For a long time I called myself a Pagan, a priestess, a spiritworker, an herbalist... but not a witch. Then I got to thinking about what all those terms mean, all wrapped up together. To start with, my spiritual practice these days centers around my ancestors and Modern Minoan Paganism. If I’m really honest, both of those practices are about empowerment, and both involve “witchy” activities like communicating with spirits and working magic.
Ancestral reverence puts me at the end of a long line of people who worked hard to survive, many of whom turned to magic to solve their problems well into the Christian era, even as recently as my great-grandparents’ generation. Like most people, the majority of my ancestors were just like me: ordinary people doing their best to make their way in the world, using whatever tools they had available to make that a little easier. And of course, talking to dead people isn’t exactly considered normal in modern western society.
The other main component of my spiritual practice, Modern Minoan Paganism, is a revivalist Pagan tradition that points back to the Minoans of ancient Crete, a Bronze Age culture where women appear to have held equal status with men. You can see how that might be appealing to people nowadays, both women who have long chafed at inequality and men who are more than a little tired of having to compete for alpha male status (not to mention nonbinary people, who would have been far more accepted in a matrilineal society where a gender binary wasn’t necessary to maintain the paternity of children and the ownership of property). And like everyone else in the ancient world, the Minoans probably used magic to improve their chances in life, from protecting their trading ships and their livestock to improving their health and their business success.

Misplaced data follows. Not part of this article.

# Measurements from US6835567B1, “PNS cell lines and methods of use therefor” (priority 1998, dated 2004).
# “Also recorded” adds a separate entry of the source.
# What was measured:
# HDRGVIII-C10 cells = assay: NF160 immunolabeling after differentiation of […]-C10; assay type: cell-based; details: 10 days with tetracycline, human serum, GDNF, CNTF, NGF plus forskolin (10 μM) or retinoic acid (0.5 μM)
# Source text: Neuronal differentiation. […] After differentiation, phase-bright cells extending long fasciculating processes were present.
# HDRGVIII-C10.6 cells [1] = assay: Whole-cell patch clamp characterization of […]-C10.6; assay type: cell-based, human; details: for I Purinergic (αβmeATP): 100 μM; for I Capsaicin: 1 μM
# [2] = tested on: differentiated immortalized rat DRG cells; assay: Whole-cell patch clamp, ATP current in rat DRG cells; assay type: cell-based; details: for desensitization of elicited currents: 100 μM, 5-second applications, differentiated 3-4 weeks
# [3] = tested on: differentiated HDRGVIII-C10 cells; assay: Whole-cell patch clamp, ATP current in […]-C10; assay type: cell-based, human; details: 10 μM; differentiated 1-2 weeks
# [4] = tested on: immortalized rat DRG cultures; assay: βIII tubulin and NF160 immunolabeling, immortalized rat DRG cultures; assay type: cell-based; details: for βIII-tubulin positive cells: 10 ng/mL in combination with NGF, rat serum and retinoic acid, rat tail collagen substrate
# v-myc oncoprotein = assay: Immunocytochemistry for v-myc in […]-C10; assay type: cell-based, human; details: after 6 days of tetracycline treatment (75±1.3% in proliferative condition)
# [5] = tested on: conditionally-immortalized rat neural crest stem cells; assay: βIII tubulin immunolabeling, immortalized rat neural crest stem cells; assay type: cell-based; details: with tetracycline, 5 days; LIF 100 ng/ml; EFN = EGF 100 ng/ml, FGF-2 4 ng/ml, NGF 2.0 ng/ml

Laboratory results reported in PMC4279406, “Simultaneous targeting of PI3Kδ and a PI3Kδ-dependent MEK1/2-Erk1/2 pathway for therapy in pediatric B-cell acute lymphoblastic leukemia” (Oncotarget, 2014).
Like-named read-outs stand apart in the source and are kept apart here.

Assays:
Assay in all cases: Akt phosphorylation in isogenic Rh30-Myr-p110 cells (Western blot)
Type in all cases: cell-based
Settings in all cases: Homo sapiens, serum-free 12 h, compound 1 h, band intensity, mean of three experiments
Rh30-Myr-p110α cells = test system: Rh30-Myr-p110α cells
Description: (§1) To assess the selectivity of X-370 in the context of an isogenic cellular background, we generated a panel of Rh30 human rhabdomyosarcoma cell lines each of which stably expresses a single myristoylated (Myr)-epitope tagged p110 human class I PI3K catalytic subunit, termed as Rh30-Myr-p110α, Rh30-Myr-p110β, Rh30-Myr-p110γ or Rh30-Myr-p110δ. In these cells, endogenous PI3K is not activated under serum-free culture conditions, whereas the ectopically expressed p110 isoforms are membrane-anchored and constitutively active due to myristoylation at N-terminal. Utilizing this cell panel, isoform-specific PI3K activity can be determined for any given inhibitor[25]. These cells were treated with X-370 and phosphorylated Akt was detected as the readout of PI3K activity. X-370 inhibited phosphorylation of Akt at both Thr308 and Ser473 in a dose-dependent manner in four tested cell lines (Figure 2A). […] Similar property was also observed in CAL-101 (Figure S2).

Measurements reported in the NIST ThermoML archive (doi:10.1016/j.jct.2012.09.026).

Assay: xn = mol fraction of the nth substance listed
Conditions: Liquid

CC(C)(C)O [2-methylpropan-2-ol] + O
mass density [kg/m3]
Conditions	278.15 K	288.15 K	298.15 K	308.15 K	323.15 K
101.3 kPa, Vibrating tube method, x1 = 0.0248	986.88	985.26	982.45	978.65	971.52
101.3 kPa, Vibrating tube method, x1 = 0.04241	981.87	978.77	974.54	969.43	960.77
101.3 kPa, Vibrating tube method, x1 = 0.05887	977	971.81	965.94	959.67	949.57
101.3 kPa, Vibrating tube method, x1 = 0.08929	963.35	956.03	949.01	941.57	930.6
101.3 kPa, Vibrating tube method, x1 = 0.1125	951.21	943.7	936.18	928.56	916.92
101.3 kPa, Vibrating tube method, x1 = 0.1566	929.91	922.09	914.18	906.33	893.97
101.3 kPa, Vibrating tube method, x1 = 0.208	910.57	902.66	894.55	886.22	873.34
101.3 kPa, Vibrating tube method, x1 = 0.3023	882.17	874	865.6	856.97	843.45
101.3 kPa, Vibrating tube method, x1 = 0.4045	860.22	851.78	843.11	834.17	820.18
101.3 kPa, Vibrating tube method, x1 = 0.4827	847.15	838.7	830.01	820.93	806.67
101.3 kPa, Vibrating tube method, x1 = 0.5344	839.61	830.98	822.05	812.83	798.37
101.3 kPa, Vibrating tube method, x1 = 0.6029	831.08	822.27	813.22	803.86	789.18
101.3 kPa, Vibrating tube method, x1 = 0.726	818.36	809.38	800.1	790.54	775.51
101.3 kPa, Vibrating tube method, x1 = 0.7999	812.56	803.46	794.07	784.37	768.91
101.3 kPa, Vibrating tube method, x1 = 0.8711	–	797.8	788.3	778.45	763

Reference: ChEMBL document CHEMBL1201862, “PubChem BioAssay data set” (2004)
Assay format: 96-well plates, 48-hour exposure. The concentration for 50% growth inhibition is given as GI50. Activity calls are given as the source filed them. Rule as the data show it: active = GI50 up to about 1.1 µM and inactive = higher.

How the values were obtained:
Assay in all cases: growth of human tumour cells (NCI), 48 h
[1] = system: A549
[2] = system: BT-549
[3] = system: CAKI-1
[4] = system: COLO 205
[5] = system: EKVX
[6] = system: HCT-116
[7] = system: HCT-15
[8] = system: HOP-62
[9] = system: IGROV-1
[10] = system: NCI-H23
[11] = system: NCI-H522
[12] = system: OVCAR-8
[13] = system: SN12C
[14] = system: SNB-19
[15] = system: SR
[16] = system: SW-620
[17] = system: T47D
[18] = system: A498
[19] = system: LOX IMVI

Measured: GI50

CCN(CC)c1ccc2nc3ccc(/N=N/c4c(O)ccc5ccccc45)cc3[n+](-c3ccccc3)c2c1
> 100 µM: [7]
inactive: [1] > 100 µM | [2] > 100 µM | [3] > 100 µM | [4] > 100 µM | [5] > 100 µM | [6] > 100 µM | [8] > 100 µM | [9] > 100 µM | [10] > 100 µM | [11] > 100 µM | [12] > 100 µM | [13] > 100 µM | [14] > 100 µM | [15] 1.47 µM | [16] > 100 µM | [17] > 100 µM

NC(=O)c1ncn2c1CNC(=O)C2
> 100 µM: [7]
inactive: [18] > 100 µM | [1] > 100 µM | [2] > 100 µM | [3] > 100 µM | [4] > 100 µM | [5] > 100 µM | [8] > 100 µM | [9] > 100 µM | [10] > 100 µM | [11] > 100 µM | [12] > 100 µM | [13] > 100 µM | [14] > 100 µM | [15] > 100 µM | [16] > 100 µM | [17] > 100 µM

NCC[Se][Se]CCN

In the modern western world, there’s a stereotypical image that goes with the word witch: a nasty old woman furtively casting spells in order to avenge imagined wrongs others have inflicted on her. But that’s the image our culture has forced on us. The ancient Romans threw curses around like crazy (google “defixiones” to find out about the lead tablets they wrote those curses on) and they’re still portrayed positively in the history books.
Why did witches end up with such a bad rep? Could it possibly be because what they do is subversive, designed to combat the inequity that’s built into the system? Because what they do refuses to be constrained by society’s idea of what’s normal, acceptable, or polite? Because sometimes, the mundane avenues of action that are available to us just aren’t sufficient to achieve justice?
Ultimately, I realized I really am a witch after all. I’m still all those other things – priestess, spiritworker, and so on – but underlying all those practices is the working of magic, the moving of energy to make life better, not just for myself but for my family and my community as well, both living and dead. I like to think my ancestors would be proud.
Laura Perry is an artist, writer, and the founder and lead facilitator of Modern Minoan Paganism. And yes, she’s a witch. In addition to her work with MMP, Laura is a third degree Wiccan priestess, a Reiki master, and a longtime herbalist and naturopath (N.D.). When she’s not busy writing, drawing, or leading rituals and workshops, you can probably find her digging in the garden or giving a living history demonstration at a local historic site. You can find her online at https://www.lauraperryauthor.com/.